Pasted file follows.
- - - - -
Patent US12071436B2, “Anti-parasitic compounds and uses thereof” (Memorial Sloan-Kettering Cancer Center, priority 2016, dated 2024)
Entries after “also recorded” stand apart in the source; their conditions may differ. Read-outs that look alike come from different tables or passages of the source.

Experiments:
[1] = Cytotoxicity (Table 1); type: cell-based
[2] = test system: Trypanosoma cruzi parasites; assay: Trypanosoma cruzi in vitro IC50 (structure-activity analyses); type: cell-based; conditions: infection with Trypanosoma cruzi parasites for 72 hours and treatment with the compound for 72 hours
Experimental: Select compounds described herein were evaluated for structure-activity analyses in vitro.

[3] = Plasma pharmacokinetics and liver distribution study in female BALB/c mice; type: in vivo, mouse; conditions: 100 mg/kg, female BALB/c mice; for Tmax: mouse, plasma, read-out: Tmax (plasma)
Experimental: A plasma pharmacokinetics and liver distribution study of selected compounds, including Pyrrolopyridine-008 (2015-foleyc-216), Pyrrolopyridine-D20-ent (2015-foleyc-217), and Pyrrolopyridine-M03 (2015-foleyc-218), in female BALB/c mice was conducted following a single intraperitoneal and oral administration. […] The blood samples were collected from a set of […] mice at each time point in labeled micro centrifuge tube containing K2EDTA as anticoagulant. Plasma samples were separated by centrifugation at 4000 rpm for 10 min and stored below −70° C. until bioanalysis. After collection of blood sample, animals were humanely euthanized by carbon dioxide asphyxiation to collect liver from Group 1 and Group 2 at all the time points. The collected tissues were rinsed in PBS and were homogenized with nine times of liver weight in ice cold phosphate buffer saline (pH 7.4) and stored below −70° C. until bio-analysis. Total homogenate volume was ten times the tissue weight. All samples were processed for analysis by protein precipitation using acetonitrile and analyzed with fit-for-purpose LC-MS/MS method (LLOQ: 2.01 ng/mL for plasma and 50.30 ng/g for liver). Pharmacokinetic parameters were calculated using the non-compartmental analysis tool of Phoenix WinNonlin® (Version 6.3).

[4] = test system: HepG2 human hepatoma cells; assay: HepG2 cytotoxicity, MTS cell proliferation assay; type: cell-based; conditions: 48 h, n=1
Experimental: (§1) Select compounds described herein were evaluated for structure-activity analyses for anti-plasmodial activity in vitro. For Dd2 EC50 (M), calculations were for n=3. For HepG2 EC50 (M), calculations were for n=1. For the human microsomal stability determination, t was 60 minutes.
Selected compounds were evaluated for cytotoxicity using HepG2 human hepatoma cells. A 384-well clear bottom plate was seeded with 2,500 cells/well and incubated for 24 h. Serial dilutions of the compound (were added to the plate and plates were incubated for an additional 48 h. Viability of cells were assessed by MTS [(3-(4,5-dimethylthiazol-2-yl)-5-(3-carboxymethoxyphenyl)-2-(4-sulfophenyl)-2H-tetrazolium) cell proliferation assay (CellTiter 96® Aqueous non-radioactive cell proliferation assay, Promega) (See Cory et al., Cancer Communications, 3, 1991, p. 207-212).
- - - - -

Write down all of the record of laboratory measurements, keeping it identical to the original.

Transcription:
Patent US12071436B2, “Anti-parasitic compounds and uses thereof” (Memorial Sloan-Kettering Cancer Center, priority 2016, dated 2024)
Entries after “also recorded” stand apart in the source; their conditions may differ. Read-outs that look alike come from different tables or passages of the source.

Experiments:
[1] = Cytotoxicity (Table 1); type: cell-based
[2] = test system: Trypanosoma cruzi parasites; assay: Trypanosoma cruzi in vitro IC50 (structure-activity analyses); type: cell-based; conditions: infection with Trypanosoma cruzi parasites for 72 hours and treatment with the compound for 72 hours
Experimental: Select compounds described herein were evaluated for structure-activity analyses in vitro.

[3] = Plasma pharmacokinetics and liver distribution study in female BALB/c mice; type: in vivo, mouse; conditions: 100 mg/kg, female BALB/c mice; for Tmax: mouse, plasma, read-out: Tmax (plasma)
Experimental: A plasma pharmacokinetics and liver distribution study of selected compounds, including Pyrrolopyridine-008 (2015-foleyc-216), Pyrrolopyridine-D20-ent (2015-foleyc-217), and Pyrrolopyridine-M03 (2015-foleyc-218), in female BALB/c mice was conducted following a single intraperitoneal and oral administration. […] The blood samples were collected from a set of […] mice at each time point in labeled micro centrifuge tube containing K2EDTA as anticoagulant. Plasma samples were separated by centrifugation at 4000 rpm for 10 min and stored below −70° C. until bioanalysis. After collection of blood sample, animals were humanely euthanized by carbon dioxide asphyxiation to collect liver from Group 1 and Group 2 at all the time points. The collected tissues were rinsed in PBS and were homogenized with nine times of liver weight in ice cold phosphate buffer saline (pH 7.4) and stored below −70° C. until bio-analysis. Total homogenate volume was ten times the tissue weight. All samples were processed for analysis by protein precipitation using acetonitrile and analyzed with fit-for-purpose LC-MS/MS method (LLOQ: 2.01 ng/mL for plasma and 50.30 ng/g for liver). Pharmacokinetic parameters were calculated using the non-compartmental analysis tool of Phoenix WinNonlin® (Version 6.3).

[4] = test system: HepG2 human hepatoma cells; assay: HepG2 cytotoxicity, MTS cell proliferation assay; type: cell-based; conditions: 48 h, n=1
Experimental: (§1) Select compounds described herein were evaluated for structure-activity analyses for anti-plasmodial activity in vitro. For Dd2 EC50 (M), calculations were for n=3. For HepG2 EC50 (M), calculations were for n=1. For the human microsomal stability determination, t was 60 minutes.
Selected compounds were evaluated for cytotoxicity using HepG2 human hepatoma cells. A 384-well clear bottom plate was seeded with 2,500 cells/well and incubated for 24 h. Serial dilutions of the compound (were added to the plate and plates were incubated for an additional 48 h. Viability of cells were assessed by MTS [(3-(4,5-dimethylthiazol-2-yl)-5-(3-carboxymethoxyphenyl)-2-(4-sulfophenyl)-2H-tetrazolium) cell proliferation assay (CellTiter 96® Aqueous non-radioactive cell proliferation assay, Promega) (See Cory et al., Cancer Communications, 3, 1991, p. 207-212).